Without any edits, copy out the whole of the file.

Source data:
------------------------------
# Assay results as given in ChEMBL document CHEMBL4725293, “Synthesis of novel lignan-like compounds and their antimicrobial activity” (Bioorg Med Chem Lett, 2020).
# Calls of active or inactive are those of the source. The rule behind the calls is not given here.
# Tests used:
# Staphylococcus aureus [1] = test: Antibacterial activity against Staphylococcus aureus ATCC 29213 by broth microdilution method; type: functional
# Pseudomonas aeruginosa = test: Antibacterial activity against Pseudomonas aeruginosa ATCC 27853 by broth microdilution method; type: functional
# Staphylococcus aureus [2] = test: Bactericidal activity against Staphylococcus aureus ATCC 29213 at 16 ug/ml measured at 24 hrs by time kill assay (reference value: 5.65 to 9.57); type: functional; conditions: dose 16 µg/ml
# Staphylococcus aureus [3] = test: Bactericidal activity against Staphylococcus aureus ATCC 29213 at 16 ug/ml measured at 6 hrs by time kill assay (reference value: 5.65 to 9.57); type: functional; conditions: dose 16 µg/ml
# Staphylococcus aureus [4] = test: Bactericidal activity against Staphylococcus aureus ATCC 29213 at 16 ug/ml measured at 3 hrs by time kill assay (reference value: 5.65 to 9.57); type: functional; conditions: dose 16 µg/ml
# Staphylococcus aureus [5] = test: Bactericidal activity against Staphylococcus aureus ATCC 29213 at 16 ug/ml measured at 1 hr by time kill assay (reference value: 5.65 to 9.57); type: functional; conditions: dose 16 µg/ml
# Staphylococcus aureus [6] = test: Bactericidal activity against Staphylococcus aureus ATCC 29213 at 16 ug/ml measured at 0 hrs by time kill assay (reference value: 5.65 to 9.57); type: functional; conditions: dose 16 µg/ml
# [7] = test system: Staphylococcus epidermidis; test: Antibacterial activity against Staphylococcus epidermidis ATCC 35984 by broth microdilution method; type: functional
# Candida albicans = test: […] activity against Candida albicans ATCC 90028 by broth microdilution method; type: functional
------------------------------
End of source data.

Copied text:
# Assay results as given in ChEMBL document CHEMBL4725293, “Synthesis of novel lignan-like compounds and their antimicrobial activity” (Bioorg Med Chem Lett, 2020).
# Calls of active or inactive are those of the source. The rule behind the calls is not given here.
# Tests used:
# Staphylococcus aureus [1] = test: Antibacterial activity against Staphylococcus aureus ATCC 29213 by broth microdilution method; type: functional
# Pseudomonas aeruginosa = test: Antibacterial activity against Pseudomonas aeruginosa ATCC 27853 by broth microdilution method; type: functional
# Staphylococcus aureus [2] = test: Bactericidal activity against Staphylococcus aureus ATCC 29213 at 16 ug/ml measured at 24 hrs by time kill assay (reference value: 5.65 to 9.57); type: functional; conditions: dose 16 µg/ml
# Staphylococcus aureus [3] = test: Bactericidal activity against Staphylococcus aureus ATCC 29213 at 16 ug/ml measured at 6 hrs by time kill assay (reference value: 5.65 to 9.57); type: functional; conditions: dose 16 µg/ml
# Staphylococcus aureus [4] = test: Bactericidal activity against Staphylococcus aureus ATCC 29213 at 16 ug/ml measured at 3 hrs by time kill assay (reference value: 5.65 to 9.57); type: functional; conditions: dose 16 µg/ml
# Staphylococcus aureus [5] = test: Bactericidal activity against Staphylococcus aureus ATCC 29213 at 16 ug/ml measured at 1 hr by time kill assay (reference value: 5.65 to 9.57); type: functional; conditions: dose 16 µg/ml
# Staphylococcus aureus [6] = test: Bactericidal activity against Staphylococcus aureus ATCC 29213 at 16 ug/ml measured at 0 hrs by time kill assay (reference value: 5.65 to 9.57); type: functional; conditions: dose 16 µg/ml
# [7] = test system: Staphylococcus epidermidis; test: Antibacterial activity against Staphylococcus epidermidis ATCC 35984 by broth microdilution method; type: functional
# Candida albicans = test: […] activity against Candida albicans ATCC 90028 by broth microdilution method; type: functional